Speeding Blamed for Slow Progress in Cutting Traffic Fatalities

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Speeding and Death

A new study suggests that speed is largely to blame for America's slow progress in reducing its motor vehicle death toll during the 1990s.

The researchers recommend a large-scale U.S. test of speed-camera networks, an enforcement policy that has played a large part in the United Kingdom's success in cutting road deaths, according to the study comparing the two countries' progress.

Speed cameras and cameras that record red-light running, however, have proven to be hot political issues in localities, despite growing evidence that they work. Opponents raise "Big Brother" arguments against cameras and contend they are used to raise revenue from speeding tickets rather than to make driving safer.

The number of motor vehicle deaths in the United States and the United Kingdom fell between 1990 and 1999. But the United States achieved just a 6.5 percent decline during the decade, while the United Kingdom cut its road deaths by 33.9 percent. The study by Elihu D. Richter, M.D. and colleagues published in the latest American Journal of Preventive Medicine is an effort to better understand that disparity.

The researchers examined how deadly the road crashes were in each country by calculating the proportion of people killed compared to all those injured, known as a "case fatality rate," or CFR.

The 1990s give a unique snapshot of the motor-vehicle death toll because both countries enacted major speed-control policy changes during those years. In 1995, the United States abolished the national maximum speed limit, and, soon after, 32 states increased their speed limits. In 1990 the United Kingdom set a goal to reduce road deaths by 33 percent; the country then introduced a series of speed-controlling changes including roundabouts as well as the wide use of automated cameras that monitor motorists' travel speeds and are programmed to snap a picture when a vehicle breaks the speed limit. Later, the vehicle's owner is issued a citation.

The study concludes that these divergent speed-control policies and programs, and a resulting upward trend in speeds in the United States, led to higher motor vehicle fatality tolls for Americans.

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Red-light cameras can reduce the number of injuries from car crashes at intersections by up to 30 percent, according to an international review of studies. The systematic review appeared in the April 2005 issue of The Cochrane Library and included studies from the United States, Australia and Singapore. Supporters of camera enforcement argue that the technology has advantages over increased police patrols because the cameras run 24 hours a day and do not involve high-speed chases.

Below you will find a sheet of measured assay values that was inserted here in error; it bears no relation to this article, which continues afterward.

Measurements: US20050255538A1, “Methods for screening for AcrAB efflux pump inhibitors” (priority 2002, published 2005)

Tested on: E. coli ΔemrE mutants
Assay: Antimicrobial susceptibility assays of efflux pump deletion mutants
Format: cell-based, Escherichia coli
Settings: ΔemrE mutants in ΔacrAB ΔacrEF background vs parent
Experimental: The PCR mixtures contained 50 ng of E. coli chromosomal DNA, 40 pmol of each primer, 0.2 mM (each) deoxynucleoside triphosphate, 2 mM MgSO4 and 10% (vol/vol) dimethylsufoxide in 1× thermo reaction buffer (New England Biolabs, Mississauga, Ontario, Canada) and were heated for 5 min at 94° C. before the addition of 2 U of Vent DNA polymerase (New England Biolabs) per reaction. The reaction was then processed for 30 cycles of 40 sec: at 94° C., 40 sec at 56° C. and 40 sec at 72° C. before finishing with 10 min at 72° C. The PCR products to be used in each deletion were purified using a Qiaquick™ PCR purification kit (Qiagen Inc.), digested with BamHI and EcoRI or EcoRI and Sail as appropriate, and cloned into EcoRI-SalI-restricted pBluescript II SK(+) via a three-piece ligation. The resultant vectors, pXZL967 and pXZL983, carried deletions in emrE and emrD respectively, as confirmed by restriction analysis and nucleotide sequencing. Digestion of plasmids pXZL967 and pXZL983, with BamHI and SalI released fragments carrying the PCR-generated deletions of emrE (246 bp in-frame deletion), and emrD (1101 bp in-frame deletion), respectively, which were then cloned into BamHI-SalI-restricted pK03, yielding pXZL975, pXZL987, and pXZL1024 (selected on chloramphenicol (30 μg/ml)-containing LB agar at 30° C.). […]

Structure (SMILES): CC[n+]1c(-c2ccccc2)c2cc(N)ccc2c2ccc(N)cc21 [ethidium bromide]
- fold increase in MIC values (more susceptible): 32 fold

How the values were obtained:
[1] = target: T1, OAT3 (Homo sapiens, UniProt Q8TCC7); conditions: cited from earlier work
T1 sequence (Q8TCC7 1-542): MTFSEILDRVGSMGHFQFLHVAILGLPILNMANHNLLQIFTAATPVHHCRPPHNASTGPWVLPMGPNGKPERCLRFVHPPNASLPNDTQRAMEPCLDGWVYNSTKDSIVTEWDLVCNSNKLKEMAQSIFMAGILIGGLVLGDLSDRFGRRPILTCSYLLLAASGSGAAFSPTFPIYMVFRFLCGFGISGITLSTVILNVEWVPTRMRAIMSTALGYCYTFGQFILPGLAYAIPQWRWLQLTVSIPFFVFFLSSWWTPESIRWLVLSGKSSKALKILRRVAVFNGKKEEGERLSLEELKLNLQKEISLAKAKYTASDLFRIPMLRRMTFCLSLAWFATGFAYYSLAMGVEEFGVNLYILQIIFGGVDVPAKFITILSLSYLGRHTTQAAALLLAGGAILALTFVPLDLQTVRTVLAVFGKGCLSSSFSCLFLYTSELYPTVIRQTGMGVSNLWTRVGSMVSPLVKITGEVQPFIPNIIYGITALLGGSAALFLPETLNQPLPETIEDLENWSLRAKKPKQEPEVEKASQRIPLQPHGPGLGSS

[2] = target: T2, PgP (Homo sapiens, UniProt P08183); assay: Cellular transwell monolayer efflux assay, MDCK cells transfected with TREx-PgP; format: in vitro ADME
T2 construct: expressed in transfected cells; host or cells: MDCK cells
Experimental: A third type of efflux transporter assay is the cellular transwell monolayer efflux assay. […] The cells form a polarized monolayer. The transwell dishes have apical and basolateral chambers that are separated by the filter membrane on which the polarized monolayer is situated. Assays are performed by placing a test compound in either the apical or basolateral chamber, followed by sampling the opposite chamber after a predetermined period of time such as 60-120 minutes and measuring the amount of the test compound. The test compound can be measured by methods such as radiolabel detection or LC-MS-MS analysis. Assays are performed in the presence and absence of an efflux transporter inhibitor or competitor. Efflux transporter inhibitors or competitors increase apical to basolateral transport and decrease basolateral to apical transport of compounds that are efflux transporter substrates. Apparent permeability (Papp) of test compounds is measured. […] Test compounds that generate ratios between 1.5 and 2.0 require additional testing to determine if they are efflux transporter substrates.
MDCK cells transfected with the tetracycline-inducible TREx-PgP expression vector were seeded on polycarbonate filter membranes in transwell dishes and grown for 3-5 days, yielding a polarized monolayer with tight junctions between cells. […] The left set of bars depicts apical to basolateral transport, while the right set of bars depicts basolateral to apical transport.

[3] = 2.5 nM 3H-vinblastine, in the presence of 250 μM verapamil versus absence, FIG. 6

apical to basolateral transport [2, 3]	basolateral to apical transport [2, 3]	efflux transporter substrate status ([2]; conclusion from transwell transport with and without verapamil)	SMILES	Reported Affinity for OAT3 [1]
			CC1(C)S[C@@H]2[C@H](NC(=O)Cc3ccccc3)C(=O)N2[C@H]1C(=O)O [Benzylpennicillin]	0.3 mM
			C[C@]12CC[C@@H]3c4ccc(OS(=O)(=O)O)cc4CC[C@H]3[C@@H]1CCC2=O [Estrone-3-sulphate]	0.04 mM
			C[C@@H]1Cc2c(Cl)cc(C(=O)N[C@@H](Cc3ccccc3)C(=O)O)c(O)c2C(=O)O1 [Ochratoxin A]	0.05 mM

Americans' love of sport utility vehicles did not account for the contrasting trends in death tolls between countries, the study found. The researchers suggest that "speed creep" in the United States dissipated the safety gains of other measures proven to reduce motor vehicle death.

"After the United States raised speed limits in 1995-1996, the initial drop during the early 1990s in deaths and CFR reversed itself after 1995, despite large increases in seat belt use, improvements in trauma care and reductions in DUIs," the study said.

Many studies have shown that the increase in speed limits in the United States resulted in more motor vehicle deaths, according to Susan Ferguson, senior vice president for research with the Insurance Institute for Highway Safety, a nonprofit research and education agency supported by auto insurers.

"All of the countries that are very serious about cutting the motor vehicle death rates, have recognized that you will not tackle this problem, without reducing speeds," she said. Most researchers also agree that speed and crash severity are related: the greater the speed the higher the likelihood of death and injury, she added.

But Ferguson said she's not sure that speed and the United State's slow adoption of speed camera technology wholly explain the United Kingdom's greater success in pushing down the motor vehicle death rate.

"Do I think that speeding is the single factor? Possibly not. Is speed one of the factors? Likely," she said.

Ferguson said the new study looks at the United States, as "a monolith." But she said, "the U.S. is really like 50 countries."

Ferguson said gridlock in the United Kingdom and wide-open highways in many regions of the United States are other factors to consider. A stronger study might have tried to pull out the differences that emerge in different parts of the country and their impact on road deaths, she said.

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Comments

very great article needed for drivers ed project helped alot